Tell us about the backstory behind "Made For Silence."
"I wasn't in a good place in my journey [when I wrote this song]. This was around the time that my Nana passed, and I was also going through a tough time with my mum. My writing sessions were really dragging on because I was going through it; I remember thinking that I didn't even want to do music anymore."
"For me, 'Made for Silence' is about that rollercoaster relationship with my mum. The song is me expressing my exhaustion towards our arguing and tension. Like, can you be quiet for one second and just listen to me?! Writing the lyrics and singing them has been really healing for me because it was so emotional to even just vocalize the things I'd been feeling. And for my mom to hear it...that's done so much for me."
Cole Bennett
The car you're riding around in in the video is also the same vehicle from the visuals of your last hit, "Damaged." Are the two songs linked narratively?
"In both 'Damaged' and 'Made for Silence,' that car represents my late grandmother and will actually tie everything coming up in my EPs together. For the last video, my family was grieving and holding onto this car because they couldn't let my Nana go, but at the end, I left in the car — taking what she instilled in me and letting it fuel my journey, which you see in the 'Made for Silence' visuals. I'm flying around corners and swerving, just having fun and enjoying my life the way she would want me to. The road may be long, but I'm ultimately going to get to the destination with the lessons my grandmother taught me guiding my path."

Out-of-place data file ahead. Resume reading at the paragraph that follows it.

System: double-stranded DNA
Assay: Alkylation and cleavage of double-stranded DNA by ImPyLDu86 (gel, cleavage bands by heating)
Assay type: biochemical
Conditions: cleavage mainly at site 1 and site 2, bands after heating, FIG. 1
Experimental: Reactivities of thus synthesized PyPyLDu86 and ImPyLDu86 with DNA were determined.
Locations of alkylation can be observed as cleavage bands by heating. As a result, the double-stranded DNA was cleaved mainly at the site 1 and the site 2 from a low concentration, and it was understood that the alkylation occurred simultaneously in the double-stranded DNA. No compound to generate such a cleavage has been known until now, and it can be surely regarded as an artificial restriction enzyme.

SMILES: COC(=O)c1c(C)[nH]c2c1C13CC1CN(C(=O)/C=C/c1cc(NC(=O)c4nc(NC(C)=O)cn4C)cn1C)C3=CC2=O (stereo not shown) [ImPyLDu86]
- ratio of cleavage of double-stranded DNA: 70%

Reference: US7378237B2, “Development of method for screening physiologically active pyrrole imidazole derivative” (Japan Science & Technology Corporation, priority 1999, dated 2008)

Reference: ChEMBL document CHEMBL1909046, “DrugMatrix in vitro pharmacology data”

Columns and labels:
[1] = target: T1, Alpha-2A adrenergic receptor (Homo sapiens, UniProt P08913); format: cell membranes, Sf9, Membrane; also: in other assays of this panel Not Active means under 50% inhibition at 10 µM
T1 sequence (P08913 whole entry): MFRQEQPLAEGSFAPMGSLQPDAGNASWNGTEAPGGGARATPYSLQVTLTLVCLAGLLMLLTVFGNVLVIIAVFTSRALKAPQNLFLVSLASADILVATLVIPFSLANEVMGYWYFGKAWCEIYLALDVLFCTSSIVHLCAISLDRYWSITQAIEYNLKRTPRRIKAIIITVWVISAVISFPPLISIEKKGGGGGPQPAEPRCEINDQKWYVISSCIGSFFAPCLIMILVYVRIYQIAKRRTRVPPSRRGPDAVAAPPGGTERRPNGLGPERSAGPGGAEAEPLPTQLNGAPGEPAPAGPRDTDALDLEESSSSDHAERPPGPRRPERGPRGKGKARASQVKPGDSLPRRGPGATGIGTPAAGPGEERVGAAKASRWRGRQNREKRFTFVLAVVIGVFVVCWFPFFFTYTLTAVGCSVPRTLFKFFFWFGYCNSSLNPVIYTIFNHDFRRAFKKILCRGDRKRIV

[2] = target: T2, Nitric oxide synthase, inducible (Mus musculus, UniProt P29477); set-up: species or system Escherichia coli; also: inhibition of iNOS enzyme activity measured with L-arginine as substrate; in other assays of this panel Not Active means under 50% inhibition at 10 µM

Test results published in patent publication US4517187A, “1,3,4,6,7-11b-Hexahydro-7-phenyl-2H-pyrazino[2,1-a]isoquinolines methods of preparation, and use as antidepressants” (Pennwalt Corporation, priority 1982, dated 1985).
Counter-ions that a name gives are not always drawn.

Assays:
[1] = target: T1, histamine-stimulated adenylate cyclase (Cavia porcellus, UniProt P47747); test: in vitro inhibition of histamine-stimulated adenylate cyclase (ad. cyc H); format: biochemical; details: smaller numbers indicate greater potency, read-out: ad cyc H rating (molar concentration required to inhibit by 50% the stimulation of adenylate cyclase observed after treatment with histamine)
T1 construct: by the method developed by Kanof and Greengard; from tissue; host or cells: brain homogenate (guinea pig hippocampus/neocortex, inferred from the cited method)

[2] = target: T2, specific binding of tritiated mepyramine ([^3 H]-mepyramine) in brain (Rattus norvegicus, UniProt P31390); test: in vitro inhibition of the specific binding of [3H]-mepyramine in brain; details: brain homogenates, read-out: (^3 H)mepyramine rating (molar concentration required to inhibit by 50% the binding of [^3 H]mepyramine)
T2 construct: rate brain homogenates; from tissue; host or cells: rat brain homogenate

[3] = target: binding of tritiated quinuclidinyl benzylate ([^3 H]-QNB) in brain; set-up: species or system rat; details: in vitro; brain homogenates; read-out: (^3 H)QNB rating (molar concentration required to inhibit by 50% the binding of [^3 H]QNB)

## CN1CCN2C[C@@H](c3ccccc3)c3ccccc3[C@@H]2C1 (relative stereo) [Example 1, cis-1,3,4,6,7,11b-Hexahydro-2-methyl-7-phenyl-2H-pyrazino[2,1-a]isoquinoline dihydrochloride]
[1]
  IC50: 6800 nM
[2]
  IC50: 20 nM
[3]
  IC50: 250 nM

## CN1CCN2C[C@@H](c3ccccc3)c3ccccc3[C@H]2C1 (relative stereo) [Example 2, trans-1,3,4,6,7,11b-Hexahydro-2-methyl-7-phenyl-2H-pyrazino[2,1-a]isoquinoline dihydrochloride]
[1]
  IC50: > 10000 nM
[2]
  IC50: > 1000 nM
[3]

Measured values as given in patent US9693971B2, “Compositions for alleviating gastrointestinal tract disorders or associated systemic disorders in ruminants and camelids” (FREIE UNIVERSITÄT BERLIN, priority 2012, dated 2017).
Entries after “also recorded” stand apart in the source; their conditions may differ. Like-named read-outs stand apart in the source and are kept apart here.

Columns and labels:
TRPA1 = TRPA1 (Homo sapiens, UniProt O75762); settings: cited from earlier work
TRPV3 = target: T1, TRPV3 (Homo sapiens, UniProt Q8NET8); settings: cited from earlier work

You’ve become a voice for Black and indigenous people in Australia, which can obviously be both a burden and a blessing. How have the people in your community back home in Woorabinda reacted to your sound and to your message so far?
"I'm really happy because it feels like the work I've put out has made everyone really proud, like If she can do it, I can do it, too. And that's what I love the most about this whole experience. I really want to inspire everyone in my community because there's so much outside of our mission that they haven't had access to that I'm now aware of because of my own opportunities. When I left, I had to learn a lot just stepping into this new world and also to explain a lot to people as I've traveled; a lot of people don't even know what a mission is! The way we grew up back home is so different to all these fellas out here."
"I never wanted to be a role model because I didn't want to be in the spotlight, but now, I can't wait to be able to give back to my community in a real way — I'm most excited to do that. There are so many talented people in Woorabinda, but it's just that they're sitting around, waiting. I want to open doors for everyone coming up behind me."
This interview has been edited for length and clarity.

More from Music

R29 Original Series